Attorney General Barr reportedly recuses himself from DOJ's T-Mobile-Sprint decision

Attorney General Barr reportedly recuses himself from DOJ's T-Mobile-Sprint decision
The T-Mobile-Sprint merger was announced almost exactly one year ago today and has not yet closed. The $26.5 billion transaction still requires the approval of the FCC and the Justice Department before it becomes a done deal. To be fair, the FCC has had to halt its review of the merger three times; the first time, T-Mobile had filed a revised set of documents related to the merger and the FCC needed more time to go over them. The second delay was due to the government shutdown last year. Last month, the agency said that it would add three more weeks to the review process to allow U.S. consumers to comment on the merger.

As far as the Justice Department is concerned, the New York Post had an interesting report today. A source with direct knowledge of the situation says that Attorney General William Barr has recused himself from future Justice Department discussions about the T-Mobile-Sprint merger. In other words, Barr will not be involved in the decision made to approve or reject the deal.

The Attorney General apparently has a few conflicts related to T-Mobile, Sprint and their rival AT&T. Barr sat on Time Warner's board until the entertainment giant was acquired last year by AT&T. He still owns AT&T vested stock options valued at between $250,000 and $500,000. Barr also has some T-Mobile and Sprint bonds in his portfolio; he has until May 14th to sell them. That would be 90 days from his confirmation as Attorney General. Barr's recusal will give Assistant Attorney General Makan Delrahim, head of the Department of Justice’s antitrust division, the final say about whether the DOJ allows the merger to happen.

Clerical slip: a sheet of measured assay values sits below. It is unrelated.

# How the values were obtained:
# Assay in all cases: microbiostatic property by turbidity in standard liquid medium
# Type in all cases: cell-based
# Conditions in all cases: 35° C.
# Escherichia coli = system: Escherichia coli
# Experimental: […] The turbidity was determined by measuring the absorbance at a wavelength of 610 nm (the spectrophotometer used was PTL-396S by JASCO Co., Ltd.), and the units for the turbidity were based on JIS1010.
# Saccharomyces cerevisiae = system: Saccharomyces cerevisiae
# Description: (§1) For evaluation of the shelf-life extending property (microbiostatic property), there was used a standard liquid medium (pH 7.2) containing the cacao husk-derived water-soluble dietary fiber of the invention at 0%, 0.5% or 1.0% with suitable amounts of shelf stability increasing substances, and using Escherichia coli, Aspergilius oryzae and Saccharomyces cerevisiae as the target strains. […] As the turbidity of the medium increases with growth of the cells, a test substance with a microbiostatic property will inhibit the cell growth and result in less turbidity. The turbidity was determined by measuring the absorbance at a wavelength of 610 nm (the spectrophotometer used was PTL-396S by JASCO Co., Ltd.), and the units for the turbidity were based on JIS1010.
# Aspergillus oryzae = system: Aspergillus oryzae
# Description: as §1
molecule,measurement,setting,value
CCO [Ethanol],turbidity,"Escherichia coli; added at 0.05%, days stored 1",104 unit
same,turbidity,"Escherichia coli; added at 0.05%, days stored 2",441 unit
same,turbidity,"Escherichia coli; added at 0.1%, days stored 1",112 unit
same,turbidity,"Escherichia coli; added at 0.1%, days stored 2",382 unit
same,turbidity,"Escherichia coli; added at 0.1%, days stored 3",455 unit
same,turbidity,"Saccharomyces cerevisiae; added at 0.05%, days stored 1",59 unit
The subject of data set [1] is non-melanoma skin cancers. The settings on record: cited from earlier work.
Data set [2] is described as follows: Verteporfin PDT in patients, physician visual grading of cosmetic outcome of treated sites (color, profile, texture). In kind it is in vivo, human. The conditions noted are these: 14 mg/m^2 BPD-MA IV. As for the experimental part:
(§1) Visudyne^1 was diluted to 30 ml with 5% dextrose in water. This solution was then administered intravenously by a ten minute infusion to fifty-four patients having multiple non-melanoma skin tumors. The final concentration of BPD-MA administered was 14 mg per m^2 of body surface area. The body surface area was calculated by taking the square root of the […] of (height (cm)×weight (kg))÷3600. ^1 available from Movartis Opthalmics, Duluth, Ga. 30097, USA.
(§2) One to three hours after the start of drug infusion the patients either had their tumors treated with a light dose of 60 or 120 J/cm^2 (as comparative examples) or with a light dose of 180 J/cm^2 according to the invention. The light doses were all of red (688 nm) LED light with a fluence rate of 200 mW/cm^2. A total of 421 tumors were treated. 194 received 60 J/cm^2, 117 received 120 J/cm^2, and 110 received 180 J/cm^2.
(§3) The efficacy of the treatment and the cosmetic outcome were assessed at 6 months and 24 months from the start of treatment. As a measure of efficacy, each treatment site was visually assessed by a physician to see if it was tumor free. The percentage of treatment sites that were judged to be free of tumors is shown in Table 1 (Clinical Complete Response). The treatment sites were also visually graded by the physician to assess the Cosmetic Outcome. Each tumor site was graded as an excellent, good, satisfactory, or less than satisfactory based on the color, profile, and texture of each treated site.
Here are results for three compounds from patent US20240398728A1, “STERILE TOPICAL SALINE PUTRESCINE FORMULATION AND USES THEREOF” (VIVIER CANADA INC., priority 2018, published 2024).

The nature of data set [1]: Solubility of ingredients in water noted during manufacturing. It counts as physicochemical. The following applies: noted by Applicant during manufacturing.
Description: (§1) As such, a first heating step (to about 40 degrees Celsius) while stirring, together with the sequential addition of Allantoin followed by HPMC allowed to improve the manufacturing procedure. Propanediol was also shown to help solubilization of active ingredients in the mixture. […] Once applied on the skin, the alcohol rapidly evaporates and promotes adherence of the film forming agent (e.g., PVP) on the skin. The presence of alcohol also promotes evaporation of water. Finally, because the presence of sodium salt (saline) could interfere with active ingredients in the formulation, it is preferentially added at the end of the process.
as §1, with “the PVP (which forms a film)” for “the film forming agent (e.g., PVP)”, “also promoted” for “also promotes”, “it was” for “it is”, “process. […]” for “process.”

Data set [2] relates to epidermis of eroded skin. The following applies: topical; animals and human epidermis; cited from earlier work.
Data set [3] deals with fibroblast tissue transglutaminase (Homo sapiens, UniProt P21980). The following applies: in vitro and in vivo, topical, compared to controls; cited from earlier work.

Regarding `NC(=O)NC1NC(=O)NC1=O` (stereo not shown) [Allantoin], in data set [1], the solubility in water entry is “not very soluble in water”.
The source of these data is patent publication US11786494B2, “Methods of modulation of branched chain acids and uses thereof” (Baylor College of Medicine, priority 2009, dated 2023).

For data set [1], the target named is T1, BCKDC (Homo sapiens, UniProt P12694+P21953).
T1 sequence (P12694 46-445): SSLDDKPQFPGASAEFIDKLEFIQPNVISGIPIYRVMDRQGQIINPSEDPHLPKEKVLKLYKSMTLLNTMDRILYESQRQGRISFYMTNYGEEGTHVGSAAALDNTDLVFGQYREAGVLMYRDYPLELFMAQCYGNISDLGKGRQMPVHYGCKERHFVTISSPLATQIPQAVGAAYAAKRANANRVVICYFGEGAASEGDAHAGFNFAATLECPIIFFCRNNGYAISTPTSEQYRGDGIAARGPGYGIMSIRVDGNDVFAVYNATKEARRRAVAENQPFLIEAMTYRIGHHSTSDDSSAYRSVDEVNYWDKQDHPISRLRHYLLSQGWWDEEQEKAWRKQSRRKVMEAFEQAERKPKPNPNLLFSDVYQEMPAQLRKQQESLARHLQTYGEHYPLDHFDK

The Justice Department might have already made a decision. Two weeks ago, the Wall Street Journal said that members of the Justice Department's antitrust division have already told T-Mobile and Sprint executives that the deal, as presently structured, will not be approved. T-Mobile CEO John Legere adamantly denied that story, and just yesterday, both T-Mobile and Sprint decided to extend the deadline for the merger to close. The previous deadline was April 28th and has been now pushed back to July 29th.



1. oldskool50 unregistered

Because he has already raised red flags when someone released a almost full Mueller report, showing that even himself was trying to lie and save face for Trump. Criminals in the White House who need to go to jail. Since he is already in trouble, he stepped back to not end up in a bigger mess.

2. kasrkin76

Posts: 6; Member since: Jan 21, 2014

I will not jump on the weak political mention, but from a legal stand point it is the appropriate thing to recuse one's self if there is any possible conflict of interests. I work in a similar field and it is common on cases to recuse yourself if you know or have a possible interest in a case.

3. oldskool50 unregistered

yet he didn't recuse himself from the Mueller investigation. #justsayin. What you said is true and correct, but it doesn't really mean anything in this case.

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